• UC San Diego international institute presents “The Impact of the 1979 Revolution on the Lives of Iranian Women” at 12:30 p.m. on Wednesday, January 26, online. Rezvan Moghaddam will lead the conference. To free.

Families & children

• La Jolla/Riford Library presents “Present your passion” at 4 p.m. on Saturday, January 22, at 7555 Draper Ave. The event aims to give teens in grades eight through 12 five minutes to express what excites them in front of their peers and local politicians. The teen audience will then vote anonymously to have a cause started become a community service project. To

Health and fitness

• The Yiddish Arts and Academics Association of North America presents “New Energy Yoga in Yiddish” at 8 a.m. on Sunday, January 23, online. The yoga class, taught in Yiddish, is open to all levels of yoga practice. $15.

arts & culture

The San Diego Early Music Society will present the Profeti della Quinta ensemble on Tuesday, January 25 at St. James by-the-Sea in La Jolla.

(Elam Rotem)

• The San Diego Early Music Society presents the ensemble Quinta teacher at 7:30 p.m. on Tuesday, January 25 at St. James by-the-Sea Episcopal Church, 743 Prospect St., La Jolla. The program will include music by Monteverdi, Gesualdo, Luzzaschi, Cipriano de Rore and Kapsberger. $10 and up. (619) 291 8246

• Warwick Bookshop presents the author Huntley Swan at 4 p.m. on Thursday, January 27, online. Huntley will discuss her new book, “Getting Clean with Stevie Green,” with Jeniffer Thompson. To free.

• The Salon de Musiques presents “Russian Masterpieces” at 4 p.m. on Sunday, February 6, at the La Jolla Women’s Club, 7791 Draper Ave. The program will feature music by Rachmaninoff and Arensky performed by violinist Benjamin Hoffman, cellist Taeguk Mun and pianist Hyejin Kim. $

• The Lawrence Family Jewish Community Center presents the 32nd edition San Diego International Jewish Film Festival starting Wednesday, February 9, online and at the David & Dorothea Garfield Theater, 4126 Executive Drive, La Jolla. The festival, which runs until Sunday February 20, will present 25 feature films, eight short films and three television series. $12 for JCC members; $15 for non-members.

• St. James Gallery by-the-Sea presents its “Show by three artists” through Wednesday, February 16, at 743 Prospect St., La Jolla. Jeweler Ann Craig, painter Paula McColl and photographer Edie High Sanchez will display their works for sale. To free.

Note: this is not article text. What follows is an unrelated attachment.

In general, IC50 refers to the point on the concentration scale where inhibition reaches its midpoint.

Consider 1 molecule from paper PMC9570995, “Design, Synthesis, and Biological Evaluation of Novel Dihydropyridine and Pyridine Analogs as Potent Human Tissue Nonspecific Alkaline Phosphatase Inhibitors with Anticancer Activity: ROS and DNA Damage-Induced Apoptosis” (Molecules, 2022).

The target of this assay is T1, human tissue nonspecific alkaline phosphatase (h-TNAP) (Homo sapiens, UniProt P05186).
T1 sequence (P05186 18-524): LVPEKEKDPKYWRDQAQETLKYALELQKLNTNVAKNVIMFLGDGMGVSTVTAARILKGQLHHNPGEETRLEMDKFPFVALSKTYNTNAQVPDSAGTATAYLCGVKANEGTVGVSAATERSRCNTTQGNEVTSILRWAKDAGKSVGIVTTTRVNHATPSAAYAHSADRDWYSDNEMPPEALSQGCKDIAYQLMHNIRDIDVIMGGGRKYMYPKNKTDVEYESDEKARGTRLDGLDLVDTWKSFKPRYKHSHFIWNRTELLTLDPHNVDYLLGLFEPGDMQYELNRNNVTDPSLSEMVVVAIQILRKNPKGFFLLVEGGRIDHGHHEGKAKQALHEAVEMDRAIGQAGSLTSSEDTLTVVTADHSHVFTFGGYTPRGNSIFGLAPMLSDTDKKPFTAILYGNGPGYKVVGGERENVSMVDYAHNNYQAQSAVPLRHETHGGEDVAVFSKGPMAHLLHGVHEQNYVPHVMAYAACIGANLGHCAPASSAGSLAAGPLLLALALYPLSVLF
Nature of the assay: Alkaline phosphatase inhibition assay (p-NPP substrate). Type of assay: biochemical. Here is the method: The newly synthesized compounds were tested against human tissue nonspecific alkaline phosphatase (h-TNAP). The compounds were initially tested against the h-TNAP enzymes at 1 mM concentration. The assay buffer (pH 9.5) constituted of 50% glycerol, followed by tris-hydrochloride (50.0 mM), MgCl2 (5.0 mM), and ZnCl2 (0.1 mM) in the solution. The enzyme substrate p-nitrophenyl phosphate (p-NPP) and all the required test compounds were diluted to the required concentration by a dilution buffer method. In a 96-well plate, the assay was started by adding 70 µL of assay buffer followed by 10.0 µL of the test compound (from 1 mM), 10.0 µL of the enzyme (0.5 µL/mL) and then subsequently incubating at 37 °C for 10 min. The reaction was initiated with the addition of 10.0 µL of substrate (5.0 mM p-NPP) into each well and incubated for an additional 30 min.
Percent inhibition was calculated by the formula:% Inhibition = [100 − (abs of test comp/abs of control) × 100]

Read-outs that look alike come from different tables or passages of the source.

• The Quint gallery presents “Manny Farber, Works on Paper: 1968-1980” until Saturday, March 12, at 7655 Girard Ave., La Jolla. The exhibition presents a small study of Farber’s works produced between New York and San Diego. To free.

The Athenaeum Music & Arts Library presents the exhibition “La Jolla Reading Room” until Saturday March 12.

The Athenaeum Music & Arts Library presents the exhibition “La Jolla Reading Room” until Saturday March 12.

(Courtesy of Athenaeum Music and Art Library)

• The musical and artistic library of the Athenaeum presents “La Jolla Reading Room” through Saturday, March 12, at 1008 Wall St., La Jolla. The exhibition, created by writer Jared Stanley and artist Matthew Hebert, contains sculptures and sound recordings inspired by the Athenaeum’s collection of more than 2,200 artists’ books as well as the tradition of the halls of library reading. To free.

Galas & events

• La Jolla/Riford Library presents “Quick Read” at 10:30 a.m. on Saturday, January 22 at 7555 Draper Ave. In the alternative book club for 20-30 year olds, participants will share what they read in front of a peer for 10 minutes at a time, switching partners as time runs out. To free.

• The non-profit Center St. Madeleine Sophie will hold its “Tea by the Seaside Brunch” at 11 a.m. Saturday, January 22 at The Marine Room, 2000 Spindrift Drive, La Jolla. The event will benefit the organization’s arts program and will include cocktails and hors d’oeuvres, a silent auction and live music. $135.

• TheOpen Farmers InsuranceThe Pro Golf Tournament returns Wednesday, Jan. 26 through Saturday, Jan. 29 at Torrey Pines Golf Course, 11480 N. Torrey Pines Road, La Jolla. The event is part of the PGA Tour. $60 and up.

• Fashionkind, a foundation that supports women in recovery from addiction, presents the concert“Reclaimed Rocks”at 2 p.m. on Sunday, January 30 at 7843 Girard Ave., La Jolla. The event will feature a performance by Runaway King. $25.

Do you have an event – online or in person – that you would like to see here? Email your leads to

Excruciating pain in man’s penis turns out to be a rare side effect of COVID Tue, 18 Jan 2022 20:15:00 +0000

Excruciating pain in a man’s penis has been blamed on COVID infection, as doctors warned of the rare side effect.

Writing in a medical journal, the Iranian team described how the virus caused blood to clot in the poor man’s tree.

The unnamed man had suffered from penile pain for three days before being seen by a urologist in Iran, who referred him for tests.

The discomfort started following an erection during sex, the 41-year-old married man told doctors.